National Association of Social Workers. (2017). NASW code of ethics. Retrieved December 02, 2020, from http://socailwelfare.library.vcu.e-du/settlement-h…

Zaretsky E. (1989) Mary Richmond and the Origins of Social Casework in America. In: Close P. (eds) Family Divisions and Inequalities in Modern Society. Palgrave Macmillan, London. https://doi.org/10.1007/978-1-349-09337-3_10

DB 2

Ruth—

Jane Addams and Mary Richmond, though different, were important figures in the development of the social work profession we practice today. Jane Addams believed that social conditions were the main factor for poverty and welfare concerns of the people. She thought society was responsible for taking care of its members and advocated for social policies that would help the poor and underserved populations. Mary Richmond believed the opposite; individuals were responsible for their plight. To fix the situation, you needed to rehabilitate the individual. This belief is what led to Mary Richmond being credited with the development and importance of casework. Both of these ladies were advocates for the people, they just approached the situation from different areas. Jane Addams worked more on a macro level by trying to change society while Mary Richmond worked on a micro/mezzo level with individual clients to improve their well-being and life situation.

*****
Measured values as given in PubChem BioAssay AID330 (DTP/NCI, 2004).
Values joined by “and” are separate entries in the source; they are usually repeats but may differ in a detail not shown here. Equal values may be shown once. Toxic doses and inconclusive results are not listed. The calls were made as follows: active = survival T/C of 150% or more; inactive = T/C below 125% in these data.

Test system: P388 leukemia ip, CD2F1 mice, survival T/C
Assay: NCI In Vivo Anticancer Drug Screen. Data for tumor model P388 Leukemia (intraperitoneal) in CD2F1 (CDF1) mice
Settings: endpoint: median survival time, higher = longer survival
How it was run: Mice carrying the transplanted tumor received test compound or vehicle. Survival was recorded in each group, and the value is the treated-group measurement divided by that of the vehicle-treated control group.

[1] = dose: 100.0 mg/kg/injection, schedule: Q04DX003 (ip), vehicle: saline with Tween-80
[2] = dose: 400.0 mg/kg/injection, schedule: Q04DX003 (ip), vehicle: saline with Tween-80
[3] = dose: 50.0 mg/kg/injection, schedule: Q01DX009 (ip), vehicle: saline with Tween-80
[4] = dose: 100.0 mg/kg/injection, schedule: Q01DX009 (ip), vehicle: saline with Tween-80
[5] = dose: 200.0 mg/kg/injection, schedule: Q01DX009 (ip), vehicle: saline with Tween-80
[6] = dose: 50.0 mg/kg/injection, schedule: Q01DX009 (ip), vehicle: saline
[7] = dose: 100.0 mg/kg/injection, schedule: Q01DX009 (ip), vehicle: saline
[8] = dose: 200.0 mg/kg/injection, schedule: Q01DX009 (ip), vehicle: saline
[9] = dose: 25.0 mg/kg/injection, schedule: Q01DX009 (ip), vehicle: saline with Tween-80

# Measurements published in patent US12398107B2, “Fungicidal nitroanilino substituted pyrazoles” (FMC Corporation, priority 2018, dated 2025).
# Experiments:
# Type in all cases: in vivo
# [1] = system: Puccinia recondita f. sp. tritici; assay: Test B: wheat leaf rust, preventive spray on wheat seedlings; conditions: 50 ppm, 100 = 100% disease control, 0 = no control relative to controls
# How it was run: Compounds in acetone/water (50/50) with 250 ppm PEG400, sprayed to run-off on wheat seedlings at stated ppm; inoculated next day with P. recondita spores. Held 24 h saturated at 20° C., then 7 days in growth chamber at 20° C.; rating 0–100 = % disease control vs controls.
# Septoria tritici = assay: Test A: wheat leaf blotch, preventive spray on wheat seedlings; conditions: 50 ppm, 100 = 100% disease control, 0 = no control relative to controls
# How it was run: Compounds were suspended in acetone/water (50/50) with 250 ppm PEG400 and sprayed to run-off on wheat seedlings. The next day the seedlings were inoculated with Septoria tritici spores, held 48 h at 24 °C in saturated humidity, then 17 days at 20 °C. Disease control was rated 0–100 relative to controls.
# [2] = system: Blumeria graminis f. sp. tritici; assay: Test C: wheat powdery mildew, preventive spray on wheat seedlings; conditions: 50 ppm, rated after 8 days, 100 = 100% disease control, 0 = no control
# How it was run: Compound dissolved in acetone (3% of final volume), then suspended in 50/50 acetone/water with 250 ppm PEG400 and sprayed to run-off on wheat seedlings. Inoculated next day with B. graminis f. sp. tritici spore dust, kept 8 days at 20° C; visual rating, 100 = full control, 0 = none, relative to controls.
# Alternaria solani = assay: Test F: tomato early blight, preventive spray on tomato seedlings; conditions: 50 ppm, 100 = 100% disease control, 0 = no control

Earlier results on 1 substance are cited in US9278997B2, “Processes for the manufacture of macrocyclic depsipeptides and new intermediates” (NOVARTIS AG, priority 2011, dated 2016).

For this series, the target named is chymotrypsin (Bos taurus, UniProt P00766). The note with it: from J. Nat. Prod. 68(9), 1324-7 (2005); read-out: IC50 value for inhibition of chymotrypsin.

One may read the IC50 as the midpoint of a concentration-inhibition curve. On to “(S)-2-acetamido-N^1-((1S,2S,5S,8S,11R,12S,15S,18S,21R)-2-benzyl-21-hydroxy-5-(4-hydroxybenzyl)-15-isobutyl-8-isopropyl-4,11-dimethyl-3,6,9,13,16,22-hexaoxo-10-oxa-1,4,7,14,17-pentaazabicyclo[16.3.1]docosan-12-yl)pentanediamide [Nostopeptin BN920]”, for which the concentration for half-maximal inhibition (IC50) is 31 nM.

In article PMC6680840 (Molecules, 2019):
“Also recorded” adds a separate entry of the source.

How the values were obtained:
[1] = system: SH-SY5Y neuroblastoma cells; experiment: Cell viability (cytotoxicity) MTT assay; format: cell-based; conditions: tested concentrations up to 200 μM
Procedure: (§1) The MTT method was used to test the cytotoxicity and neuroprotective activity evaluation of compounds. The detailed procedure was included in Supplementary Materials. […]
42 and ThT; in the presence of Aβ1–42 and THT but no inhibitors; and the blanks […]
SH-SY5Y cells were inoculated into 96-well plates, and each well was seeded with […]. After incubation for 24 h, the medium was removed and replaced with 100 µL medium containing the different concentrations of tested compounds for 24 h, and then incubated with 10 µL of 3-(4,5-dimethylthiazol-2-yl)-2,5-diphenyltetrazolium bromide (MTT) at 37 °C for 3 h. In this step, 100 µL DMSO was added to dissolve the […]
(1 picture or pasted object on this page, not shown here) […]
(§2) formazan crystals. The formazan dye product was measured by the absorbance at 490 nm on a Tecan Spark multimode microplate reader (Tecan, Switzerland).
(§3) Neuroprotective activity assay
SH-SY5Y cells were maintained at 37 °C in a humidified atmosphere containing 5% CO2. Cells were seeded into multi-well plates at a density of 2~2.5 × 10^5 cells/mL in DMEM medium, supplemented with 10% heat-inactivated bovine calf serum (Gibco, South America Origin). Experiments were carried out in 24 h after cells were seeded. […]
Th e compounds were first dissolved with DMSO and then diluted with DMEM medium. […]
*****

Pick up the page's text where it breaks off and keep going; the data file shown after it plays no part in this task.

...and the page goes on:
Schisms in social work practice do still exist today. According to the NASW Code of Ethics (2013), it is a social worker’s ethical responsibility to address social injustice and social problems. Many believe this should be accomplished by advocating for social justice and policy change when necessary. Jacobson (2001)states that it is important that social workers continue to be trained to become clinical practitioners to provide therapy to individuals, but it is also important to remember that therapy does not cure poverty itself. Though providing therapy and working with individuals does fulfill a social worker’s ethical obligation, it does not solve problems on a macro level. Macro-level social work is important because it puts the policies in place that can be used to help our clients.

In today’s society, we are firmly divided into sides. People are making their beliefs known and asking for social change in areas such as racism, gender identification, and same-sex relationships. I believe this makes macro social work the most important area for social workers to focus their efforts. The NASW Code of Ethics (2013) believes this as well when it states that social workers have a responsibility to address societal problems, but it also states that this advocacy should occur” from local to global levels”. This can involve creating public involvement in social change and expanding opportunities and choices available to disadvantaged populations.

References

Jacobson, W. B. (2001). Beyond therapy: Bringing social work back to human services reform. Social Work, 46(1), 51–61. Retrieved from: Walden Library Database.

National Association of Social Workers (NASW). (2013). Retrieved December 03, 2020, from